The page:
And perhaps they should be, since they have been around for quite the while. Perhaps the best-known is the Austin FX4, which was made from 1958 to 1994.
They also have a reputation for being all-black, but they do come in many colours. In fact, there are no rules and/or regulations requiring any of them to be black. They can also carry five passengers in comfort, and can turn on a dime.
They had diesel engines of various sizes and makers, though a gasoline engine was available starting in 1962. Automatics were standard from Day One, but manuals became an option later. Why? I have no idea. I mean… a manual tranny in London???
Their “boots” weren’t really designed to carry luggage in a most proper way; this is a Chinese market Taxicab.
Many pains have been taken to provide access for disabled persons, as well as comfy and clean seats for others.
To steal a line from “Skyfall,” “Sometimes the old ways are the best.” And speaking of the old ways, if you like to see vehicles assembled in a factory as much as I do, this video will be all eye candy. In this outstanding segment from “How It’s Made,” we see that most of the Taxicabs are built by hand. Its frame is stamped and placed into a welding jig by experts. The body is assembled and spot welded by technicians. Even the body is placed on the frame by human hands (With a little help from an overhead lift). In other words, the old ways:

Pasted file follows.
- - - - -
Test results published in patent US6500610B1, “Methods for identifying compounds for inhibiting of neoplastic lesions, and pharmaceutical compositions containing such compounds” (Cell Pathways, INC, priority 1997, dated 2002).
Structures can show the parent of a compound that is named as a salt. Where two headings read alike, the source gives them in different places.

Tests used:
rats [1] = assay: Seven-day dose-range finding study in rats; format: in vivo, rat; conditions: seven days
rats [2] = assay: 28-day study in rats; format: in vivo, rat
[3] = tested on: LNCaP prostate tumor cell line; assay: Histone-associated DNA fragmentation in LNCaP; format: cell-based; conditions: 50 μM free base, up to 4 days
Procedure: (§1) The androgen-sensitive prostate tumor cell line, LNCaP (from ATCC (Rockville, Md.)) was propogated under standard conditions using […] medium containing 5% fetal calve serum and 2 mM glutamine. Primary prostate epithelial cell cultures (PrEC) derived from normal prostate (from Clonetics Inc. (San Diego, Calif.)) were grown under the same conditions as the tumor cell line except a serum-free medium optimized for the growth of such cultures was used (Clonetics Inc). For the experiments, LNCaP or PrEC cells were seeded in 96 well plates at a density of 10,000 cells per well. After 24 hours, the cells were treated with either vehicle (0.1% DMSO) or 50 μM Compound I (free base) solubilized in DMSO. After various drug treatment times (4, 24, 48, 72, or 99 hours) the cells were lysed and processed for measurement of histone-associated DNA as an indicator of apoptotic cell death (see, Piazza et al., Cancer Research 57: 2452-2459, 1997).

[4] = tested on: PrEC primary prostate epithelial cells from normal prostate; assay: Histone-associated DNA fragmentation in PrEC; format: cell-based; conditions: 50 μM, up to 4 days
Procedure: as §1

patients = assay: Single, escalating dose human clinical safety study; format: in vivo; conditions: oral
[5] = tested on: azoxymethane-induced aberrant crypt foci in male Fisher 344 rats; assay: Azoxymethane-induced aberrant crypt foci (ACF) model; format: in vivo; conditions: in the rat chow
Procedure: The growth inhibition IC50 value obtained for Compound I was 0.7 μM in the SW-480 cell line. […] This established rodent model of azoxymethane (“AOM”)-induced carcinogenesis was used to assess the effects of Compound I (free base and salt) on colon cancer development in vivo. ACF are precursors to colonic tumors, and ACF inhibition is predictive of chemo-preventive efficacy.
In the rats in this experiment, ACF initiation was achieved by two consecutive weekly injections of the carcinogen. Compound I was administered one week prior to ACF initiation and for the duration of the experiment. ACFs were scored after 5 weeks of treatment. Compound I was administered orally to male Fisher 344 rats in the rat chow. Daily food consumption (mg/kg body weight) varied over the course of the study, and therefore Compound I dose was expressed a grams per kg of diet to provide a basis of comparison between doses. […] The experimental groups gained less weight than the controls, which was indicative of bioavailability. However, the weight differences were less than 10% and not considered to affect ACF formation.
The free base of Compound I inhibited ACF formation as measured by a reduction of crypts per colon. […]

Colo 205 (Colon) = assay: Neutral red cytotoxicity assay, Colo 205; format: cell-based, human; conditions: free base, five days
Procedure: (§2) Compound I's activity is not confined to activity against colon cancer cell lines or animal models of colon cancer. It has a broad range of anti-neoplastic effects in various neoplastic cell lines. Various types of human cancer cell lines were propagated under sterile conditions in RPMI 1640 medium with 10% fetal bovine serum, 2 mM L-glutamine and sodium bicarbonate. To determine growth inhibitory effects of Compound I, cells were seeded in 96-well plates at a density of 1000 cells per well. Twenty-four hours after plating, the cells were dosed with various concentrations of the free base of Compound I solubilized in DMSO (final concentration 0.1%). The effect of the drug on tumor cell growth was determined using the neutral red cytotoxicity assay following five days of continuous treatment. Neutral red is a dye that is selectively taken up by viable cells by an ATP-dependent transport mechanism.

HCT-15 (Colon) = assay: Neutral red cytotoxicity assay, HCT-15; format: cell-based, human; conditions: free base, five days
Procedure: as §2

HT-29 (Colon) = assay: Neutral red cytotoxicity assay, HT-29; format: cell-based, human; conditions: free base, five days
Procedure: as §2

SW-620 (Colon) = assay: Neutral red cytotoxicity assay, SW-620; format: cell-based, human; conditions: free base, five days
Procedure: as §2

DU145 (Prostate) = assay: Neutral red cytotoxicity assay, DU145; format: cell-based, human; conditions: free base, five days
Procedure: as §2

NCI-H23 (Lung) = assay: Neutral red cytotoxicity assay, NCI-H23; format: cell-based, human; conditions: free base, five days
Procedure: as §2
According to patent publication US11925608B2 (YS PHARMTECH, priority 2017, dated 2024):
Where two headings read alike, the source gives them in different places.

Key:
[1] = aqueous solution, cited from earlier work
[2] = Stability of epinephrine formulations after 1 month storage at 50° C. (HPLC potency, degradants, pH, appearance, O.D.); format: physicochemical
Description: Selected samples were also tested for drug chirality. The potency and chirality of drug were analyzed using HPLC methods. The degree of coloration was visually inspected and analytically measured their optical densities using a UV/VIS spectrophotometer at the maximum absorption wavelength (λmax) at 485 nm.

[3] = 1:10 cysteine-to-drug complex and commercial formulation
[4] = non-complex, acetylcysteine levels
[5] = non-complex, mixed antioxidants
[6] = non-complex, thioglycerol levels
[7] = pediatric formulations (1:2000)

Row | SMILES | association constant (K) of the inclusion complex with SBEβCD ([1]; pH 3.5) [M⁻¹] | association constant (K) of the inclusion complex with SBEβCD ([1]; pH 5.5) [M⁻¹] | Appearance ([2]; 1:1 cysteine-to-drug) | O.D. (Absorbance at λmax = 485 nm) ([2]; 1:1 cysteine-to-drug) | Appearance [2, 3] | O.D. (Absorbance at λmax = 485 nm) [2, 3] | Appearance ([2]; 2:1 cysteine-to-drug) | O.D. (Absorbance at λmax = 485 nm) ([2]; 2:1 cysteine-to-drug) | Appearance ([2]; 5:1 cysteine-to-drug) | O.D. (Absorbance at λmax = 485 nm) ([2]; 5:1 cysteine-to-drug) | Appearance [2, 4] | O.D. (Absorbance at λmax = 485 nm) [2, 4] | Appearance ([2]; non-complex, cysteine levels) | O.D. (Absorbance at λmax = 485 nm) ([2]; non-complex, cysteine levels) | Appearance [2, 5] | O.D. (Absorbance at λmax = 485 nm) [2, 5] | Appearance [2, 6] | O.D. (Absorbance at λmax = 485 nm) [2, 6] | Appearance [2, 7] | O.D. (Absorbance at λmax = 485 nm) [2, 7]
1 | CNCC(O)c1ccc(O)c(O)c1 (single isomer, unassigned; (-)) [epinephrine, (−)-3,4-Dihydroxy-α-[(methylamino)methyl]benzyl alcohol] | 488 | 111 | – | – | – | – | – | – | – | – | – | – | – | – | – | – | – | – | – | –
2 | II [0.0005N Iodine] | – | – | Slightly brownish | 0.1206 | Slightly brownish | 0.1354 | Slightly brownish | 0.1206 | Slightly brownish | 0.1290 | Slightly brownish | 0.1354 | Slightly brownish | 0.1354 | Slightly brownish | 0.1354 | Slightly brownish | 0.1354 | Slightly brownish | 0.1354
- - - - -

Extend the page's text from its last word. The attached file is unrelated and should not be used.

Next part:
Well, that ran for a bit, so I won’t keep you here much longer. But before we part, here’s a few examples of ye olde Taxicab that followed the trusted FX4:
The TX4 (2007-Present Day)
So the London Taxicab is a purpose-built, timeless conveyance. And if I ever get over to London, I will definitely make a special effort to take a ride in one.
In this case, I would say that the olde ways are the best.
—That Car Guy (Chuck)
Image Credits: Our first image of the Taxicabs is from YellowTaxiBlog.com. The Taxicab boot photo was found at PhotoShelter.com. That Taxicab interior shot is from Media-Cache-ec0.Pinimg.com. “How It’s Made” produced that really cool video. The TX1 image is from Wikipedia.org; the TXII picture came from Wikipedia.org; and the TX4 photo was found at, you guessed it, Wikipedia.org.
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